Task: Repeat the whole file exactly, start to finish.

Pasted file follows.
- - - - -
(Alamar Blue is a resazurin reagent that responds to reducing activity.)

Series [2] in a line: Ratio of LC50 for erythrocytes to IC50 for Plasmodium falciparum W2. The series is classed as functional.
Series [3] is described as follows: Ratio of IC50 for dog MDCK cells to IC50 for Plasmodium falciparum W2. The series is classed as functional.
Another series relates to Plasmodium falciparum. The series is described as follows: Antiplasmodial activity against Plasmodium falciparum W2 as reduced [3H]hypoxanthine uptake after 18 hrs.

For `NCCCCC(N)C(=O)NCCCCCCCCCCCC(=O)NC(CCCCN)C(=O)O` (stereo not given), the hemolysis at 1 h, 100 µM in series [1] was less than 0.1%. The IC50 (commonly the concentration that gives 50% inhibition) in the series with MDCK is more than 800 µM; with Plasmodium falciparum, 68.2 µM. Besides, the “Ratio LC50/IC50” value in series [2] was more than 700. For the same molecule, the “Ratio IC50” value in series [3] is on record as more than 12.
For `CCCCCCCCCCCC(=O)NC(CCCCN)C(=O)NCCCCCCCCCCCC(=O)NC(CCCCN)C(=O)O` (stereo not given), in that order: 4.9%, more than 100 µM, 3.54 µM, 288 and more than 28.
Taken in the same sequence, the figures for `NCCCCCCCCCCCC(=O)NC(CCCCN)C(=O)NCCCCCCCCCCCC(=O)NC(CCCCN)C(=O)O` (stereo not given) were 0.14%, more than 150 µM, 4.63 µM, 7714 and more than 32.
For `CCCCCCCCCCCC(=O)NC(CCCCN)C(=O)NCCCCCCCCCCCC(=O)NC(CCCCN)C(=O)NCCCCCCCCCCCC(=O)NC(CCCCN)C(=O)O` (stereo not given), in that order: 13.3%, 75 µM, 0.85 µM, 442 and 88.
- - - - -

(Alamar Blue is a resazurin reagent that responds to reducing activity.)

Series [2] in a line: Ratio of LC50 for erythrocytes to IC50 for Plasmodium falciparum W2. The series is classed as functional.
Series [3] is described as follows: Ratio of IC50 for dog MDCK cells to IC50 for Plasmodium falciparum W2. The series is classed as functional.
Another series relates to Plasmodium falciparum. The series is described as follows: Antiplasmodial activity against Plasmodium falciparum W2 as reduced [3H]hypoxanthine uptake after 18 hrs.

For `NCCCCC(N)C(=O)NCCCCCCCCCCCC(=O)NC(CCCCN)C(=O)O` (stereo not given), the hemolysis at 1 h, 100 µM in series [1] was less than 0.1%. The IC50 (commonly the concentration that gives 50% inhibition) in the series with MDCK is more than 800 µM; with Plasmodium falciparum, 68.2 µM. Besides, the “Ratio LC50/IC50” value in series [2] was more than 700. For the same molecule, the “Ratio IC50” value in series [3] is on record as more than 12.
For `CCCCCCCCCCCC(=O)NC(CCCCN)C(=O)NCCCCCCCCCCCC(=O)NC(CCCCN)C(=O)O` (stereo not given), in that order: 4.9%, more than 100 µM, 3.54 µM, 288 and more than 28.
Taken in the same sequence, the figures for `NCCCCCCCCCCCC(=O)NC(CCCCN)C(=O)NCCCCCCCCCCCC(=O)NC(CCCCN)C(=O)O` (stereo not given) were 0.14%, more than 150 µM, 4.63 µM, 7714 and more than 32.
For `CCCCCCCCCCCC(=O)NC(CCCCN)C(=O)NCCCCCCCCCCCC(=O)NC(CCCCN)C(=O)NCCCCCCCCCCCC(=O)NC(CCCCN)C(=O)O` (stereo not given), in that order: 13.3%, 75 µM, 0.85 µM, 442 and 88.